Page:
Earnings Q1’22: where street income is too high and who should miss out

shapecharge/iStock via Getty Images

Wall Street analysts are overly optimistic about first-quarter earnings expectations for most S&P 500 companies. At 79%, the percentage of S&P 500 companies whose Street EPS exceeds our Core EPS remains near record highs.

This the report shows:

  • the prevalence and magnitude of overstated street income[1] in the S&P 500
  • five S&P 500 companies with overstated Street estimates may miss 1Q22 earnings

Street overestimates the EPS of 336 S&P 500 companies

336 companies with overstated street earnings account for 79% of the S&P 500 market capitalization as of 3/11/22, which is the fifth highest percentage since 2012 (first available data), measured with TTM data from each quarter. Figure 1 shows that 79%, by market cap, of the S&P 500 have overstated street earnings for most of the past two years.

Figure 1: Overstated Street Earnings as % of Market Cap: 2012 to 3/11/22

Overstated Street Earnings as % of S&P 500 Market Cap

Overstated Street Earnings as % of S&P 500 Market Cap (New Constructs, LLC)

In the TTM ended 3Q21 and 2020 as a whole, Wall Street analysts overstated earnings for 360 companies and 351 companies, respectively. On average, Street Earnings overstate Core Earnings by 21% per company. See Figure 2. For more than a third of S&P 500 companies, street earnings overestimate core earnings by >10%.

Figure 2: Street revenues overestimated by 21% on average in 2021[2]

Street earnings overstated in the S&P 500

Street earnings overstated in the S&P 500 (New Constructs, LLC)

Five S&P 500 companies at risk of missing 1Q22 results from the calendar

Figure 3 shows five S&P 500 companies likely to miss calendar 1Q22 earnings based on overstated street EPS estimates. Below, we detail the hidden and reported unusual items that caused street distortion and overestimated street revenue in 2021 for Invesco Ltd. (IVZ) and Amazon.com (AMZN).

Figure 3: Five S&P 500 companies likely to miss 1Q22 EPS estimates

S&P 500 companies likely to miss out on earnings

S&P 500 companies likely to miss earnings (New Constructs, LLC)

*Assuming street distortion as a percentage of core EPS is the same for 1Q22 EPS as for the calendar year ending 2021.

Invesco Ltd: The Street overvalues ​​1Q22 earnings by $0.30/share

The Street’s 1Q22 EPS estimate of $0.69/share for Invesco Ltd. is overstated by $0.30/share due, at least in part, to gains on investments in the Consolidated Investment Product (CIP) included in Street’s historical EPS. Based on how much the Street EPS estimate exceeds our Core EPS of $0.39/share, we see Invesco as one of the S&P 500 companies most likely to miss Wall Street expectations. Invesco’s earnings distortion score is a strong fail and its equity rating is neutral.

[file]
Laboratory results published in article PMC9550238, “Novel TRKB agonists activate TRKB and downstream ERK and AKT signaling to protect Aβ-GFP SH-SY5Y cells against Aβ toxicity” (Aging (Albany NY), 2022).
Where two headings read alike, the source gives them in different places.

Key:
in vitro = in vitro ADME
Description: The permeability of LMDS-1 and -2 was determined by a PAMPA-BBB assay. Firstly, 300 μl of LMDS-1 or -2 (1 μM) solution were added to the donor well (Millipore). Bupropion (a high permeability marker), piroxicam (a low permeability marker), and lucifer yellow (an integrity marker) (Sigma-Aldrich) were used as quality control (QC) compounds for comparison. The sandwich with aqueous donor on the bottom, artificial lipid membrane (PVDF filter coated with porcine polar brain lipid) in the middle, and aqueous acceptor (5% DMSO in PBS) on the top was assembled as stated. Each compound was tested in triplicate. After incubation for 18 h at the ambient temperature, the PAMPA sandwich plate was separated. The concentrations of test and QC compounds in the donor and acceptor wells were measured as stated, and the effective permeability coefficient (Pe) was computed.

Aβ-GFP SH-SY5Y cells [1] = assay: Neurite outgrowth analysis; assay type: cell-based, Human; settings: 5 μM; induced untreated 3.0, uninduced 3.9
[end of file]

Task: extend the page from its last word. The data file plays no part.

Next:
Unusual gains, which we detail below, significantly boosted Invesco’s Street and GAAP earnings in 2021 and drove earnings better than core EPS. When we adjust for all unusual items, we find that Invesco’s 2021 base EPS is $1.76/share, which is worse than 2021 street EPS of $3.09/share and 2021 GAAP EPS $2.99/share.

Figure 4: Invesco GAAP, Street and Core Earnings Comparison: 2021

IVZ GAAP vs. Street Vs. Basic Income

IVZ GAAP vs. Street Vs. Basic Income (New Constructs, LLC)

Below, we break down the differences between base revenue and GAAP revenue so that readers can audit our research. We’d be happy to reconcile our base earnings with street earnings, but we can’t as we don’t have the details of how analysts calculate their street earnings.

Figure 5 details the differences between Invesco’s base earnings and GAAP earnings.

Figure 5: Reconciliation of Invesco GAAP Earnings to Base Earnings: 2021

Reconciliation of results between IVZ Core and GAAP

IVZ Core to GAAP Earnings Reconciliation (New Constructs, LLC)

More details:

The total earnings distortion of $1.23/share, or $573 million, includes the following:

Hidden Unusual Gains, Net =

Unusual earnings reported, net = $1.48/per share, which equals $690 million and includes

  • $509 million in other CIP income
  • $66 million in transaction, integration and restructuring benefits